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Yuroks get grant for court facility

The Yurok Tribe’s alternative legal system will soon have a permanent court facility, thanks to a $1 million grant from the U.S. Department of Justice.

Yurok Tribal Court plans to house all of its programs in the 3,500 square-foot facility, including mediation, drug rehabilitation case management, and treatment planning, allowing programs to be more efficient.

“We will be able to provide a much better service to the tribal membership if we are all in one place,” said Chief Judge Abby Abinanti in Yurok Today, the tribe’s internal newsletter. “It is our hope that this new facility becomes a beacon of hope for tribal members in crisis.”

Because Yurok Tribal Court currently utilizes a shared space, there is a backlog of cases awaiting hearing, according to Yurok Today.

“Our traditional justice system is one of the greatest expressions of our sovereignty,” said Chief Judge Abinanti. “The facility will be uniquely Yurok and support the philosophy of the people. ”

That philosophy, at least for Yurok Tribal Court, has been one of “restorative justice,” a traditional moral principle of Yurok culture where individuals pay restitution for their crimes as directly as possible to the victims, according to Yurok Today.  

The Multipurpose Justice Center will include a courtroom, holding cell, judge’s chambers, court clerk, mediation, visitation, jury rooms, a multi-purpose room, confidential drug testing space, self-help office, and office space, according to Yurok Today.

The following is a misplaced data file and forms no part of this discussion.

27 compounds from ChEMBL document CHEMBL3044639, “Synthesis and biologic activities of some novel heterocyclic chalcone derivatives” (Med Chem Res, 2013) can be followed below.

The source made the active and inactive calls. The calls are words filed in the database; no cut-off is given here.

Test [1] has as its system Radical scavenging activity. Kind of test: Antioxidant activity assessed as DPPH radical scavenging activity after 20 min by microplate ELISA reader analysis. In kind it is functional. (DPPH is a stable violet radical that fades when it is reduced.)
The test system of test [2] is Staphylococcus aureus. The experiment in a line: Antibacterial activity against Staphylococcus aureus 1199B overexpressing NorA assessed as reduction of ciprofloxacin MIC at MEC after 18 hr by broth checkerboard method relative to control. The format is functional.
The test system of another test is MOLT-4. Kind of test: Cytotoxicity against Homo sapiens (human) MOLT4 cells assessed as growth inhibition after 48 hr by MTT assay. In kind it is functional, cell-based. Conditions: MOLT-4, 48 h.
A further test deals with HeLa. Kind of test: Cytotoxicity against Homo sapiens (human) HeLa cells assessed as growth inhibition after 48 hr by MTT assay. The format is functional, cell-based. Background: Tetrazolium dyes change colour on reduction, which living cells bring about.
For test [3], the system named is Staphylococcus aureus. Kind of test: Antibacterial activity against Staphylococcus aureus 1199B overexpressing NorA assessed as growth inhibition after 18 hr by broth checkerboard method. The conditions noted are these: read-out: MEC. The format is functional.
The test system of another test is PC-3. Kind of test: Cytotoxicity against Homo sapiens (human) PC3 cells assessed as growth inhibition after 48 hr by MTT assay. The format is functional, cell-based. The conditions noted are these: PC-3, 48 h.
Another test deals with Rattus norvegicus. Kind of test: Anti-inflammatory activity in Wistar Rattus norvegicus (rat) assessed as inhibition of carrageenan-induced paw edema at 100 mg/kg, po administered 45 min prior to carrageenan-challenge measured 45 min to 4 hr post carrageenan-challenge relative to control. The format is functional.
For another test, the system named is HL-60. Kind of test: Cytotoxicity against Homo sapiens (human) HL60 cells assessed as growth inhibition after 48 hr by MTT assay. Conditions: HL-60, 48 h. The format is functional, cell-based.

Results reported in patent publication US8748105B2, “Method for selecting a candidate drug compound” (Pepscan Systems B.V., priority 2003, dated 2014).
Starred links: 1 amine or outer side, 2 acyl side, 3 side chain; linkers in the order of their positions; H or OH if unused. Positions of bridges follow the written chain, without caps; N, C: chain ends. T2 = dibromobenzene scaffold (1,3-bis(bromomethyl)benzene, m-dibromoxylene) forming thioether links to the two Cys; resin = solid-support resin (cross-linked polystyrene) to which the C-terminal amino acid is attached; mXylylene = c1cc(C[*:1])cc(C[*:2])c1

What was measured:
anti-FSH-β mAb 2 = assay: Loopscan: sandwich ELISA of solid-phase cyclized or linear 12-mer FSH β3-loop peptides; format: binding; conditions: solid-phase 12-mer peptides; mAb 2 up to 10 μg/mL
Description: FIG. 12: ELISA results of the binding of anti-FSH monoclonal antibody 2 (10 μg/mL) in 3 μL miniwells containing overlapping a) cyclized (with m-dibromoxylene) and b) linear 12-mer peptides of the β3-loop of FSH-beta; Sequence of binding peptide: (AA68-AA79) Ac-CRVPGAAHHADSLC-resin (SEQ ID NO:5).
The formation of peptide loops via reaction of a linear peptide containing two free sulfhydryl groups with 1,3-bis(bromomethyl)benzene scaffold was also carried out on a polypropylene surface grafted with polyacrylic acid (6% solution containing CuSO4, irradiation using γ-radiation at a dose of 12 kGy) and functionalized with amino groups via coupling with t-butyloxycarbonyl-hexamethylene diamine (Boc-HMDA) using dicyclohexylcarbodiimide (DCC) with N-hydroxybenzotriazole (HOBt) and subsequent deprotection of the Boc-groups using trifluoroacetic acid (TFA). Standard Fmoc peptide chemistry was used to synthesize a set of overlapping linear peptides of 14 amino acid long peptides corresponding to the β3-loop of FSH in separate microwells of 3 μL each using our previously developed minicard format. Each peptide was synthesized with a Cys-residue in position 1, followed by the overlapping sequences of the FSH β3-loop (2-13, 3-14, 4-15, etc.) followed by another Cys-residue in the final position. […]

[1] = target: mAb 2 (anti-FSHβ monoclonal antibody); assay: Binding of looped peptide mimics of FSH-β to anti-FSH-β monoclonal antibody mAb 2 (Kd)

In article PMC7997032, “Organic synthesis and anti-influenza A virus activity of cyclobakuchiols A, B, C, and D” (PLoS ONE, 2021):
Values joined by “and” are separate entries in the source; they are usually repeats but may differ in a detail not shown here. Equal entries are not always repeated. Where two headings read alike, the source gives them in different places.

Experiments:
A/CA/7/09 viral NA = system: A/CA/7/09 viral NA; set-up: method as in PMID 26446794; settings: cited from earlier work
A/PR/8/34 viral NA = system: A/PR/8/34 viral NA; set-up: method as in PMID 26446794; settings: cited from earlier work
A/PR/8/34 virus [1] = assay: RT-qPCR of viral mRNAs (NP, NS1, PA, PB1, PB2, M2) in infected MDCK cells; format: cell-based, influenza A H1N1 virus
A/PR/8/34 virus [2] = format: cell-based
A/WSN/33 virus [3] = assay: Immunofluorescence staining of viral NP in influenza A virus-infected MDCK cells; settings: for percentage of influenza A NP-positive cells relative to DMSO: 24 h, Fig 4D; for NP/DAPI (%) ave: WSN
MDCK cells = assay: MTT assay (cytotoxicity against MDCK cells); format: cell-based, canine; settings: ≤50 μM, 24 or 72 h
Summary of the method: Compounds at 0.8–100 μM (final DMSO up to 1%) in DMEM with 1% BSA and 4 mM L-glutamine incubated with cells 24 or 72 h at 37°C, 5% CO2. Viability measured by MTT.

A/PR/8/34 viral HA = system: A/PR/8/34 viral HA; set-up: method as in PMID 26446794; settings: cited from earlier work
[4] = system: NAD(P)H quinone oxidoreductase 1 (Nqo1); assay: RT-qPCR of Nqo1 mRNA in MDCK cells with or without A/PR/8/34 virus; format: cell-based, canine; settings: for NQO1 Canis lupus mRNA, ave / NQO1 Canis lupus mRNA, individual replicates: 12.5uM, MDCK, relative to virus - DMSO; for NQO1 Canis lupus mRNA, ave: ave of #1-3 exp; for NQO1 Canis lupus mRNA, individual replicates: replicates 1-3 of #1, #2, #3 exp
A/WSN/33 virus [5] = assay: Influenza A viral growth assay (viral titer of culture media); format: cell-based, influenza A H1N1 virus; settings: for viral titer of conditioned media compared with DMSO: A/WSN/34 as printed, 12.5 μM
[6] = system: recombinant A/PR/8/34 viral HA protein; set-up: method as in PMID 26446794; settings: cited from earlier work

The facility will be located on trust land near the Yurok tribal headquarters in Klamath.

The $1 million grant comes from a DOJ program called Correctional Facilities on Tribal Lands, used to help tribes construct and/or renovate correctional facilities on tribal lands used for the incarceration of offenders subject to tribal jurisdiction, according to the program’s website.

The design of the facility will reflect Yurok culture, according to Yurok Today.

A conceptual drawing of the facility can be seen in the December 2012 issue of Yurok today, which can be found at www.yuroktribe.org.

Reach Adam Spencer at This e-mail address is being protected from spam bots, you need JavaScript enabled to view it


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